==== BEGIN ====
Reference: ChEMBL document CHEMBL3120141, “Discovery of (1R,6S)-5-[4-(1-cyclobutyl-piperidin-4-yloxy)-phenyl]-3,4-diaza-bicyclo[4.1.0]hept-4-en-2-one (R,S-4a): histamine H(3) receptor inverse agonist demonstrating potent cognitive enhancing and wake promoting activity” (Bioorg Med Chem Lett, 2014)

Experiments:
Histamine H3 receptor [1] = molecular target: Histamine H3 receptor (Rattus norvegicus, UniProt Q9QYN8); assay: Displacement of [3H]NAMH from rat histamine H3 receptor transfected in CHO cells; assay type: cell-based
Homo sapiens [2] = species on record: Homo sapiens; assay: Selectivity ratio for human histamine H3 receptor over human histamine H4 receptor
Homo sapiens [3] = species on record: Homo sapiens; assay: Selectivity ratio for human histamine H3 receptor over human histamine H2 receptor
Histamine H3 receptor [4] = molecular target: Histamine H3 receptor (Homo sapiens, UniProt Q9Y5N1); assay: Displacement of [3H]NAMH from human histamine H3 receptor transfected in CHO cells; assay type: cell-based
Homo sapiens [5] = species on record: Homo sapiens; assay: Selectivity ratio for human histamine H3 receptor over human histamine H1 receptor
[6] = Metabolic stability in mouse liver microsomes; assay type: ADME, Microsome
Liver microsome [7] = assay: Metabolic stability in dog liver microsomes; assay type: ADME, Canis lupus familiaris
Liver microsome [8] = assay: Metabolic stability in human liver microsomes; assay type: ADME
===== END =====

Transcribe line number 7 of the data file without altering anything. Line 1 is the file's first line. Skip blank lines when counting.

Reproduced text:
Homo sapiens [5] = species on record: Homo sapiens; assay: Selectivity ratio for human histamine H3 receptor over human histamine H1 receptor